As our knowledge improves, we must reevaluate the simple rules‐of‐thumb embedded in our models and embrace modifications suggested by new analysis. This ought to be the case both for those who argue in favor of formulating policy in a systematic manner and for those who prefer meeting‐by‐meeting discretion.
For this reason, it is important to describe more precisely a process for selecting a rule that ensures that policy is systematic. To account for our evolving understanding of the economy, the Fed could adopt a framework that relies on a simple policy rule that is subject to periodic reviews and adaptation.
Selecting a Robust Rule
The Fed could select a rule following a rigorous evaluation process that ensures robustness, taking into account all the dimensions of uncertainty that can be incorporated into macroeconometric policy evaluation. The evaluation process should include uncertainty about natural rates, about the structure of the economy, about expectations formation, and so forth.
The Fed could communicate its selected rule, as part of an expanded and more detailed Statement on Longer‐Run Goals and Monetary Policy Strategy. Adding the Fed’s monetary rule to this statement would complete it by actually providing the Fed’s policy strategy, which is absent from the current meeting‐by‐meeting discretionary framework.
It is important to acknowledge that setting policy following a monetary rule is a living process that requires periodic review and adaptation. This would allow the Fed the flexibility to account for and adapt to the evolving understanding of the economy.
The Fed could publish an evaluation of its rule on an annual basis and adapt its rule, if needed. Updates to the Fed’s rule could be presented with the annual revision of the Statement on Longer‐Run Goals and Monetary Policy Strategy that the Fed has published each January since 2012.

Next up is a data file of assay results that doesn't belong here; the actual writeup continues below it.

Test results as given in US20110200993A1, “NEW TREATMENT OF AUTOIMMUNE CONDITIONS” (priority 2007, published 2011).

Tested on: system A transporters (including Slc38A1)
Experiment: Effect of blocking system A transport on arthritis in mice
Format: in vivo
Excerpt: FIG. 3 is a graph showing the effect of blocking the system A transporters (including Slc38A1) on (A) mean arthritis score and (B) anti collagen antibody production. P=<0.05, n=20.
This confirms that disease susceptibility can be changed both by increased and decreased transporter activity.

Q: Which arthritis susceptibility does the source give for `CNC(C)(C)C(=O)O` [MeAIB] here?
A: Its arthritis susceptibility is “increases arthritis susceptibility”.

Replacing the meeting‐by‐meeting discretion with a transparent process of selecting and periodically adapting a simple and robust policy rule would ensure that monetary policy is systematic and contributes to social welfare over time while also retaining the flexibility to account for the evolution of the economic environment and of our knowledge. To ensure transparency and accountability, the Fed should communicate its preferred rule with sufficient detail so that an outside observer could track policy using incoming information and data without additional input from the Fed. The detail required would depend on the selected rule. For example, if the rule’s implementation required use of unobserved concepts that evolve over time, such as the natural rate of interest, the methodology for arriving at the pertinent estimates should also be specified in advance to make the rule meaningful and avoid discretion.
The framework just described outlines how the Fed could adopt a monetary rule and maintain systematic policy in a manner that addresses the key concerns advanced when a case against monetary rules is argued. It may be noted that congressional legislation could guide the Fed in this direction. For example, the Federal Oversight Reform and Modernization (FORM) Act that was introduced in Congress and passed by the House in 2015, includes a provision for a Directive Policy Rule which is developed by the FOMC to provide the basis for the Open Market Operations Directive.